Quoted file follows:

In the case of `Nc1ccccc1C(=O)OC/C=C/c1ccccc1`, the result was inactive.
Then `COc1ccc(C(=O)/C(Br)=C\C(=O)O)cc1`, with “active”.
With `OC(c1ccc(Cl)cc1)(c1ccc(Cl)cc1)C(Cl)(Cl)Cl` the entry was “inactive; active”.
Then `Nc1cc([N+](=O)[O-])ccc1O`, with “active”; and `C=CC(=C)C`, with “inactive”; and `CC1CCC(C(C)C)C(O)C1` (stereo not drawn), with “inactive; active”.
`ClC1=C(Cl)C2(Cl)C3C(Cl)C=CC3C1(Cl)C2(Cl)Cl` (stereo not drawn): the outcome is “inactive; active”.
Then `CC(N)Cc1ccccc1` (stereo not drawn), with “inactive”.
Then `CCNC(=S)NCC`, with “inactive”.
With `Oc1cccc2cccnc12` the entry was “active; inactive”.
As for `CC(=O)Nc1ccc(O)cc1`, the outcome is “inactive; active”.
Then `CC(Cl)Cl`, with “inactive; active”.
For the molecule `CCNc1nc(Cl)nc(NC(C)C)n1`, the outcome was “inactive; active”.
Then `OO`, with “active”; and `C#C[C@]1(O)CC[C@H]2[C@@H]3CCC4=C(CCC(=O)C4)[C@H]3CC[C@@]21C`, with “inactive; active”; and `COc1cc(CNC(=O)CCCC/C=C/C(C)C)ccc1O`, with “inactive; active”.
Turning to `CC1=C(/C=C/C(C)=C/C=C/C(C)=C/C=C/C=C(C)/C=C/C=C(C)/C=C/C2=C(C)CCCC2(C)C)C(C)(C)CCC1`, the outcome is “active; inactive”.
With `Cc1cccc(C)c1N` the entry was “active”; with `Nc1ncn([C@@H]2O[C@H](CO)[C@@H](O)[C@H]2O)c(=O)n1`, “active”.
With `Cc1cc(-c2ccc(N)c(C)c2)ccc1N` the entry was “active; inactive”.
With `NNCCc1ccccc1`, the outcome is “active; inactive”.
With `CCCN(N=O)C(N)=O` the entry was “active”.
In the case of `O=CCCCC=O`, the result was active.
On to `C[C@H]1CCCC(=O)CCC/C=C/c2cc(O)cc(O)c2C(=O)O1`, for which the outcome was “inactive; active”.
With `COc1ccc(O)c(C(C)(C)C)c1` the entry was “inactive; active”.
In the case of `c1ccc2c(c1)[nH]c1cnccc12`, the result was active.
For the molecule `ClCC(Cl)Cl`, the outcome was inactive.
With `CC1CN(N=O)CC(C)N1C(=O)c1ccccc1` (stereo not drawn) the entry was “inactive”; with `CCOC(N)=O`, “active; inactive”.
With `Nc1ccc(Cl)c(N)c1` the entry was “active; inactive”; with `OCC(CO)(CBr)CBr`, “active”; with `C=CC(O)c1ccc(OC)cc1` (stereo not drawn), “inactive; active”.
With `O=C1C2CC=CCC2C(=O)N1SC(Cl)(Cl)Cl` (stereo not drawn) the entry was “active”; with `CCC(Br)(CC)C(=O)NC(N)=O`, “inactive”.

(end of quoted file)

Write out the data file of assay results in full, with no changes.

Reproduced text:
In the case of `Nc1ccccc1C(=O)OC/C=C/c1ccccc1`, the result was inactive.
Then `COc1ccc(C(=O)/C(Br)=C\C(=O)O)cc1`, with “active”.
With `OC(c1ccc(Cl)cc1)(c1ccc(Cl)cc1)C(Cl)(Cl)Cl` the entry was “inactive; active”.
Then `Nc1cc([N+](=O)[O-])ccc1O`, with “active”; and `C=CC(=C)C`, with “inactive”; and `CC1CCC(C(C)C)C(O)C1` (stereo not drawn), with “inactive; active”.
`ClC1=C(Cl)C2(Cl)C3C(Cl)C=CC3C1(Cl)C2(Cl)Cl` (stereo not drawn): the outcome is “inactive; active”.
Then `CC(N)Cc1ccccc1` (stereo not drawn), with “inactive”.
Then `CCNC(=S)NCC`, with “inactive”.
With `Oc1cccc2cccnc12` the entry was “active; inactive”.
As for `CC(=O)Nc1ccc(O)cc1`, the outcome is “inactive; active”.
Then `CC(Cl)Cl`, with “inactive; active”.
For the molecule `CCNc1nc(Cl)nc(NC(C)C)n1`, the outcome was “inactive; active”.
Then `OO`, with “active”; and `C#C[C@]1(O)CC[C@H]2[C@@H]3CCC4=C(CCC(=O)C4)[C@H]3CC[C@@]21C`, with “inactive; active”; and `COc1cc(CNC(=O)CCCC/C=C/C(C)C)ccc1O`, with “inactive; active”.
Turning to `CC1=C(/C=C/C(C)=C/C=C/C(C)=C/C=C/C=C(C)/C=C/C=C(C)/C=C/C2=C(C)CCCC2(C)C)C(C)(C)CCC1`, the outcome is “active; inactive”.
With `Cc1cccc(C)c1N` the entry was “active”; with `Nc1ncn([C@@H]2O[C@H](CO)[C@@H](O)[C@H]2O)c(=O)n1`, “active”.
With `Cc1cc(-c2ccc(N)c(C)c2)ccc1N` the entry was “active; inactive”.
With `NNCCc1ccccc1`, the outcome is “active; inactive”.
With `CCCN(N=O)C(N)=O` the entry was “active”.
In the case of `O=CCCCC=O`, the result was active.
On to `C[C@H]1CCCC(=O)CCC/C=C/c2cc(O)cc(O)c2C(=O)O1`, for which the outcome was “inactive; active”.
With `COc1ccc(O)c(C(C)(C)C)c1` the entry was “inactive; active”.
In the case of `c1ccc2c(c1)[nH]c1cnccc12`, the result was active.
For the molecule `ClCC(Cl)Cl`, the outcome was inactive.
With `CC1CN(N=O)CC(C)N1C(=O)c1ccccc1` (stereo not drawn) the entry was “inactive”; with `CCOC(N)=O`, “active; inactive”.
With `Nc1ccc(Cl)c(N)c1` the entry was “active; inactive”; with `OCC(CO)(CBr)CBr`, “active”; with `C=CC(O)c1ccc(OC)cc1` (stereo not drawn), “inactive; active”.
With `O=C1C2CC=CCC2C(=O)N1SC(Cl)(Cl)Cl` (stereo not drawn) the entry was “active”; with `CCC(Br)(CC)C(=O)NC(N)=O`, “inactive”.